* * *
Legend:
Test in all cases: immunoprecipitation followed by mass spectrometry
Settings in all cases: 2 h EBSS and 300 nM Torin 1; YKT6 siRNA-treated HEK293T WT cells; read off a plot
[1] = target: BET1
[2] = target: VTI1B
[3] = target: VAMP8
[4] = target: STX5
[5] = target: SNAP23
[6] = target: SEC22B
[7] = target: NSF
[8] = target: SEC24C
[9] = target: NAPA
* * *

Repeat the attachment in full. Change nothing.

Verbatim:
Legend:
Test in all cases: immunoprecipitation followed by mass spectrometry
Settings in all cases: 2 h EBSS and 300 nM Torin 1; YKT6 siRNA-treated HEK293T WT cells; read off a plot
[1] = target: BET1
[2] = target: VTI1B
[3] = target: VAMP8
[4] = target: STX5
[5] = target: SNAP23
[6] = target: SEC22B
[7] = target: NSF
[8] = target: SEC24C
[9] = target: NAPA